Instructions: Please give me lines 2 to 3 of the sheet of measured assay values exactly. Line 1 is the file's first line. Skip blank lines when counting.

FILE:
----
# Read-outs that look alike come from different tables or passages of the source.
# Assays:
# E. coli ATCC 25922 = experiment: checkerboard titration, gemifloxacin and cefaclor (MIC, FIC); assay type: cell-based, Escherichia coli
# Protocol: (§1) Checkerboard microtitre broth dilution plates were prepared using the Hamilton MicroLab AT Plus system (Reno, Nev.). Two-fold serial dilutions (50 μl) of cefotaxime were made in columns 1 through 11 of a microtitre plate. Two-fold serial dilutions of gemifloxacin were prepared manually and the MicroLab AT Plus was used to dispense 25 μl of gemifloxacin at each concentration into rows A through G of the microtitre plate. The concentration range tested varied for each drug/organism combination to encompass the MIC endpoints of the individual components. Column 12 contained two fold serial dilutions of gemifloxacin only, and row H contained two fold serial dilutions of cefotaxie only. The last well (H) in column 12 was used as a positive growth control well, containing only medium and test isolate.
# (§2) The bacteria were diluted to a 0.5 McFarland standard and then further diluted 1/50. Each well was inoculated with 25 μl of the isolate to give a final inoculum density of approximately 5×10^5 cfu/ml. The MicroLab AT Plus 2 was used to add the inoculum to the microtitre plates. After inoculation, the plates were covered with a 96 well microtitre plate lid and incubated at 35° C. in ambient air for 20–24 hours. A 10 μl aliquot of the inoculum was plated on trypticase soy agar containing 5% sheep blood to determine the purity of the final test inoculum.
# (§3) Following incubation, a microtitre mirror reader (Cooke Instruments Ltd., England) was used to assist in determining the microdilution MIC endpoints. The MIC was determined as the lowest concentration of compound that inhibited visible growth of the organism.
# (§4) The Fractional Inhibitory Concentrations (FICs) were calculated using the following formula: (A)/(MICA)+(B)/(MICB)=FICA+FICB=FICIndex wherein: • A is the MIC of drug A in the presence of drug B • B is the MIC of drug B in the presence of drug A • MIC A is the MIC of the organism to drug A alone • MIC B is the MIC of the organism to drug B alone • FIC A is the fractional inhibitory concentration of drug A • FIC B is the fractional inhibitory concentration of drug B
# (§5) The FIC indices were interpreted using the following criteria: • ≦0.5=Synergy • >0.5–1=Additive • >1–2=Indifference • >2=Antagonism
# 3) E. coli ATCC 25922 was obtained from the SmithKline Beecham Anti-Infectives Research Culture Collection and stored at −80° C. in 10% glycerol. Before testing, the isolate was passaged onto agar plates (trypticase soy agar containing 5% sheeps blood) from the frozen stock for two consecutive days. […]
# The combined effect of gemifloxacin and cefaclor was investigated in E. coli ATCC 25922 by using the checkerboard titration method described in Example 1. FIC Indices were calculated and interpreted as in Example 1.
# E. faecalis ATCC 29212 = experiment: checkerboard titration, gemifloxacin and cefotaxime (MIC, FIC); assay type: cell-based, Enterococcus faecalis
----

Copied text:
# Assays:
# E. coli ATCC 25922 = experiment: checkerboard titration, gemifloxacin and cefaclor (MIC, FIC); assay type: cell-based, Escherichia coli